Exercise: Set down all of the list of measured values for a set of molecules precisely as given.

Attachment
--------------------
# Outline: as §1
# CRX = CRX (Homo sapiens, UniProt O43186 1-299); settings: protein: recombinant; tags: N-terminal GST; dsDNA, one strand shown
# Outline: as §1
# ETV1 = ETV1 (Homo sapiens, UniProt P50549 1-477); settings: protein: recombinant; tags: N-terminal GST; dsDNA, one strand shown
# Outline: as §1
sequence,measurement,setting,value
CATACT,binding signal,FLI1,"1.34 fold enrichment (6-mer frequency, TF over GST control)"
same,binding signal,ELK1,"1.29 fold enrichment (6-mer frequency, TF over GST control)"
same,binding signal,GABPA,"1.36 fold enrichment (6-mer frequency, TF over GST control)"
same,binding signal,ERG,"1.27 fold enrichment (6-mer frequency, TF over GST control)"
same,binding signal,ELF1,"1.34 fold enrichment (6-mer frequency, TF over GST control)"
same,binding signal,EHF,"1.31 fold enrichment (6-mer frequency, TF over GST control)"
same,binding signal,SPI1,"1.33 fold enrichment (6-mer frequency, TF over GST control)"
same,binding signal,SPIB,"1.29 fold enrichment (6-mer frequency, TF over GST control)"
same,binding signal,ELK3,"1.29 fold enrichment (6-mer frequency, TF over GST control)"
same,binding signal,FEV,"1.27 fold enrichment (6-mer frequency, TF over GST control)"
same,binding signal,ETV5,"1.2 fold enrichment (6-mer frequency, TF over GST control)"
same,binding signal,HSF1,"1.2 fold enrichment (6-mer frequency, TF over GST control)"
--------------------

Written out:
# Outline: as §1
# CRX = CRX (Homo sapiens, UniProt O43186 1-299); settings: protein: recombinant; tags: N-terminal GST; dsDNA, one strand shown
# Outline: as §1
# ETV1 = ETV1 (Homo sapiens, UniProt P50549 1-477); settings: protein: recombinant; tags: N-terminal GST; dsDNA, one strand shown
# Outline: as §1
sequence,measurement,setting,value
CATACT,binding signal,FLI1,"1.34 fold enrichment (6-mer frequency, TF over GST control)"
same,binding signal,ELK1,"1.29 fold enrichment (6-mer frequency, TF over GST control)"
same,binding signal,GABPA,"1.36 fold enrichment (6-mer frequency, TF over GST control)"
same,binding signal,ERG,"1.27 fold enrichment (6-mer frequency, TF over GST control)"
same,binding signal,ELF1,"1.34 fold enrichment (6-mer frequency, TF over GST control)"
same,binding signal,EHF,"1.31 fold enrichment (6-mer frequency, TF over GST control)"
same,binding signal,SPI1,"1.33 fold enrichment (6-mer frequency, TF over GST control)"
same,binding signal,SPIB,"1.29 fold enrichment (6-mer frequency, TF over GST control)"
same,binding signal,ELK3,"1.29 fold enrichment (6-mer frequency, TF over GST control)"
same,binding signal,FEV,"1.27 fold enrichment (6-mer frequency, TF over GST control)"
same,binding signal,ETV5,"1.2 fold enrichment (6-mer frequency, TF over GST control)"
same,binding signal,HSF1,"1.2 fold enrichment (6-mer frequency, TF over GST control)"